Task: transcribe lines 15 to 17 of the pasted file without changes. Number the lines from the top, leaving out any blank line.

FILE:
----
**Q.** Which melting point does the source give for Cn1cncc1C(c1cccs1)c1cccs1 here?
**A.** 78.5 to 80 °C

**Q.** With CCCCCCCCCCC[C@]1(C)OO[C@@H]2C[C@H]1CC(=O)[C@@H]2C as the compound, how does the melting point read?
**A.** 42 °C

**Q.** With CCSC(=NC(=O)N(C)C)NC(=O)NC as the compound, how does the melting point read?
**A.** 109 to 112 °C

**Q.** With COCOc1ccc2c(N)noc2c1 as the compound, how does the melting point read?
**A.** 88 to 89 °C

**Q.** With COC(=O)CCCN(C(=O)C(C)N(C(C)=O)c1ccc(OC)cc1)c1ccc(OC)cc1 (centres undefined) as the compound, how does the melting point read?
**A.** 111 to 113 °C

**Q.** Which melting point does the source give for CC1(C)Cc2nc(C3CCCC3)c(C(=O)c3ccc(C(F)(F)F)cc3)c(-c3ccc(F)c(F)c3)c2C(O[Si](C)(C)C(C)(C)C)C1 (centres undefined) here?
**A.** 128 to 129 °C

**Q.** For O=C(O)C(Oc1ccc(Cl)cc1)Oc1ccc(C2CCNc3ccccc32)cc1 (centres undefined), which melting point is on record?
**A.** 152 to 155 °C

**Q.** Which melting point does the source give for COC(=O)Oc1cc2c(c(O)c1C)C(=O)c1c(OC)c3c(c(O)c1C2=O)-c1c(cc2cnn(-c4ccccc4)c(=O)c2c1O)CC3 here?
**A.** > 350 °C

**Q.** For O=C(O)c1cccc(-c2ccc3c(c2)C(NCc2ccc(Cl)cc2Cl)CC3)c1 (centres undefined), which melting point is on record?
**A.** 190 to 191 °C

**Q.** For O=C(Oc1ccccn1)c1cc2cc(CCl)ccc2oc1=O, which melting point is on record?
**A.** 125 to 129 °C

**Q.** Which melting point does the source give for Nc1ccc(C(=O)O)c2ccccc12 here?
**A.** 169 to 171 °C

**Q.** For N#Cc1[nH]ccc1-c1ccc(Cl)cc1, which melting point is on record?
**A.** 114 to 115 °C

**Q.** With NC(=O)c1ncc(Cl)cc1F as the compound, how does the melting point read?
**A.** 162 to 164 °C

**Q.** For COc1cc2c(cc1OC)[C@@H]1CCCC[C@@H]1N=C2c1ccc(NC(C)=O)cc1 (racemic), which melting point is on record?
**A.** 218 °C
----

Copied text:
**Q.** Which melting point does the source give for COC(=O)Oc1cc2c(c(O)c1C)C(=O)c1c(OC)c3c(c(O)c1C2=O)-c1c(cc2cnn(-c4ccccc4)c(=O)c2c1O)CC3 here?
**A.** > 350 °C

**Q.** For O=C(O)c1cccc(-c2ccc3c(c2)C(NCc2ccc(Cl)cc2Cl)CC3)c1 (centres undefined), which melting point is on record?